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Banned Author Finally Gives Reading

The Concordia Student Union courted controversy this year when planning Orientation events.

Author and activist David Bernans was invited by the CSU to speak and read from his historical fiction novel North of 9/11. The book, which was originally published in 2006, was being launched as an e-book.

In 2006, Concordia’s administration banned Bernans from giving a reading on campus. It eventually came to light three years later, after a long and eventually successful fight for a freedom of information request, that Bernans had been monitored by Concordia’s secret Risk Assessment Committee. There were no troubles with Bernans coming to read on campus from the administration this time around, however.

“Nine-eleven means different things to different people,” said Bernans during the reading, which was held at the Co-op Bookstore.

“Some people are remembering 9/11, [for the incident in] 1973, when a US-backed coup overthrew the popularly elected government of Chile through organized terror, murdering and torturing along the way. Other people are remembering the 2,977 victims killed on 9/11, 2001, in the terror attacks on New York and Washington. While others are remembering the victims of the War-on-Terror terror […] started in the wake of [9/11],” he said.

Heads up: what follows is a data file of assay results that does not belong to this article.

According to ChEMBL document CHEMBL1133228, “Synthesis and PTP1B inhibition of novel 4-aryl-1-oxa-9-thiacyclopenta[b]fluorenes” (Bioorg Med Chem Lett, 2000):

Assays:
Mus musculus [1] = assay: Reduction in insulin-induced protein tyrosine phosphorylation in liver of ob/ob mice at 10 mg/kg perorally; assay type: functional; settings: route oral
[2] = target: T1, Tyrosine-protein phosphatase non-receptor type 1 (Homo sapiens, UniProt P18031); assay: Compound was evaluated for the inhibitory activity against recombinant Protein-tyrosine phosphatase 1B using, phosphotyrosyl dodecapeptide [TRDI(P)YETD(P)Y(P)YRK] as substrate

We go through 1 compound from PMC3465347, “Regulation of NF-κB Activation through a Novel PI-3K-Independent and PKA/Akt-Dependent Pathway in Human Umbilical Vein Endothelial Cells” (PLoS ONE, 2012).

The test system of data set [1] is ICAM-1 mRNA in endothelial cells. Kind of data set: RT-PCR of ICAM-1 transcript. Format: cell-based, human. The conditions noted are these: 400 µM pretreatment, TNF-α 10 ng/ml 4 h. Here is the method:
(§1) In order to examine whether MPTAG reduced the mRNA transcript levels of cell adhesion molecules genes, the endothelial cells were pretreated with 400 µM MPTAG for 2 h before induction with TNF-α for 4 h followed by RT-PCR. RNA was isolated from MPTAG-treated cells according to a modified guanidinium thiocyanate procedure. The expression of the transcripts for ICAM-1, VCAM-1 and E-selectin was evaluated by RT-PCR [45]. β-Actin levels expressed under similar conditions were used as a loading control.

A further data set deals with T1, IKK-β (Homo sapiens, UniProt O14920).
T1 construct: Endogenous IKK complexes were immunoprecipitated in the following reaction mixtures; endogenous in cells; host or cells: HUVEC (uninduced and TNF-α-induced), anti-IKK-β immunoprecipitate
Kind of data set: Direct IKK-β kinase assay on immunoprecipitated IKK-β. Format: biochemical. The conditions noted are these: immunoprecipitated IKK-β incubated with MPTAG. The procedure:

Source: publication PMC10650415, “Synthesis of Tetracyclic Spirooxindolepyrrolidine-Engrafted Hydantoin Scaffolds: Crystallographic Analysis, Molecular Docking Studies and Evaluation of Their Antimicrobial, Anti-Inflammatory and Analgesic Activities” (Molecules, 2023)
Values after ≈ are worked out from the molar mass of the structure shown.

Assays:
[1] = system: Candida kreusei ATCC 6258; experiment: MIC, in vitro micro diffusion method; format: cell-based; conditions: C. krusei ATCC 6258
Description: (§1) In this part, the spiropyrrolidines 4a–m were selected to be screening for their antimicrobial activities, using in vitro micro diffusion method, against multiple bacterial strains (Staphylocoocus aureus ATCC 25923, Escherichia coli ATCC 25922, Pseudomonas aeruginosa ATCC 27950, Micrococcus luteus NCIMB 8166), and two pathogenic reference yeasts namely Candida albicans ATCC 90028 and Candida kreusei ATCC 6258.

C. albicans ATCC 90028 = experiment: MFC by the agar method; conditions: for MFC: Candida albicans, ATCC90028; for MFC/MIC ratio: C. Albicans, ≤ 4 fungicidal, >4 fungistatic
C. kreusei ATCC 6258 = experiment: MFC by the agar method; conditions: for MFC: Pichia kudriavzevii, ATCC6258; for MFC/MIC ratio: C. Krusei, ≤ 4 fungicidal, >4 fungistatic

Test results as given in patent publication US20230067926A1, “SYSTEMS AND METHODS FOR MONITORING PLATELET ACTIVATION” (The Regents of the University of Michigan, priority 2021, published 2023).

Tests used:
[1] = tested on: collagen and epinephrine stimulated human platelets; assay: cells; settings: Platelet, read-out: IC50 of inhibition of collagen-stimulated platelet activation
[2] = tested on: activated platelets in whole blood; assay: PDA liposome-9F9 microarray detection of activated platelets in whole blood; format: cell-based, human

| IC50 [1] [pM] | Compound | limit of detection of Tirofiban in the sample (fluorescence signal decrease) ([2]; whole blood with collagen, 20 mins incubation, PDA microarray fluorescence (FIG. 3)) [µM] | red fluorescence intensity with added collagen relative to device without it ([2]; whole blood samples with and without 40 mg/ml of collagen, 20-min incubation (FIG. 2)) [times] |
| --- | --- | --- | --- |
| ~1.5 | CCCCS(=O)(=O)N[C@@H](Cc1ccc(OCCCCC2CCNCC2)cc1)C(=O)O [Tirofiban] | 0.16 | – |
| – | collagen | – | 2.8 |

Before reading a passage from the novel, Bernans spoke about the politics and history of Concordia around the turn of the millennium, calling the university a “pretty dynamic hotbed of activism, [which] really freak[ed] out the administration.”

“There was a student strike which forced the administration to back down from a planned fee increase, there was in-your-face activism that allowed the People’s Potato to insert itself on campus despite a corporate exclusivity agreement with a food-service provider, and the student group Solidarity for Palestinian Human Rights had been growing by leaps and bounds, making its mark on what would later be known as GazaU,” he said.

He also spoke about Dr. Lillian Robinson, who was a teacher of women’s studies and the principal of the Simone de Beauvoir Institute at Concordia before she died of ovarian cancer in 2006. He describes her as “Concordia’s troublemaker extraordinaire”.

“Lillian Robinson became a lonely voice of anti-imperialism reason [at Concordia after 9/11] in a time of war hysteria,” he said. Robinson is both the personal hero of the main character in North of 9/11 and of Bernans himself, who had had to fight back tears when he started speaking about her.

Bernans closed his reading by saying that Concordians need to keep up the struggle against any ill-intentioned administration plans.

“[There has been a] security overkill that is a part of the legacy of 9/11 [at Concordia],” he said. “It’s important for people to be vigilant about this […] and to bring a motion to the senate about the Risk Assessment Committee. Try to bring it out of the shadows because it’s a secret committee that makes secret decisions about what events can and cannot happen on camp

This article originally appeared in Volume 32, Issue 03, published September 13, 2011.